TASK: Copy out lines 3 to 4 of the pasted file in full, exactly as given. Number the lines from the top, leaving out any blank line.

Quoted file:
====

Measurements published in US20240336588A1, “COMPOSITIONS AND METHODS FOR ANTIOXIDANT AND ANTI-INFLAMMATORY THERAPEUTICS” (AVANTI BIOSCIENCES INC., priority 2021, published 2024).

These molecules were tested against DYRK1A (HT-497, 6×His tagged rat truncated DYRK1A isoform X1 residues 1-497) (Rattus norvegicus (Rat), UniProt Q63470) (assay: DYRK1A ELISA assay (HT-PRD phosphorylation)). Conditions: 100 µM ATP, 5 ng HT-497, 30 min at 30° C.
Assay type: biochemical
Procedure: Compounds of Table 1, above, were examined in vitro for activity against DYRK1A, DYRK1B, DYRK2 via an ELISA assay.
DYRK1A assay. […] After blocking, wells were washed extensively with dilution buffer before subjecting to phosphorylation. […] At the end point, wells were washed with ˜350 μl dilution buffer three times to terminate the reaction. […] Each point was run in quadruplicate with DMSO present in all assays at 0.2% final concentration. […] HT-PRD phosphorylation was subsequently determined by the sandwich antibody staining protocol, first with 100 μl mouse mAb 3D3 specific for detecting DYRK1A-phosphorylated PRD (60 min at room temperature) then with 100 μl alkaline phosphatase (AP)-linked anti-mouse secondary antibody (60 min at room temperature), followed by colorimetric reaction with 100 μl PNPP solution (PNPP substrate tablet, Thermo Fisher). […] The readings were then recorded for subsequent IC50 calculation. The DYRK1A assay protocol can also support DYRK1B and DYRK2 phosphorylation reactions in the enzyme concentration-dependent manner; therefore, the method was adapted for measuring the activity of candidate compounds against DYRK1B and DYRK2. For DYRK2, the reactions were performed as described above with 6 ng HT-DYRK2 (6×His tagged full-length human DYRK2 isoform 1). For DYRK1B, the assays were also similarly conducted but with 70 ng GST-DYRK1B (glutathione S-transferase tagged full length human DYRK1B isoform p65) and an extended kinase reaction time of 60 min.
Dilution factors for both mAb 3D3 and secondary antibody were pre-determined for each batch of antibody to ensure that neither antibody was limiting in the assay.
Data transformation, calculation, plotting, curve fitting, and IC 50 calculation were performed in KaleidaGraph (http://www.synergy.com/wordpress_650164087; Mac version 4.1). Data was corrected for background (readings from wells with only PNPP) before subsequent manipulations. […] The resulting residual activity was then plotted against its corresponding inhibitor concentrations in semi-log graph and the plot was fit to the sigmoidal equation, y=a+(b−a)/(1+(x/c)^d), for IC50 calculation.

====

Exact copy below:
Assay type: biochemical
Procedure: Compounds of Table 1, above, were examined in vitro for activity against DYRK1A, DYRK1B, DYRK2 via an ELISA assay.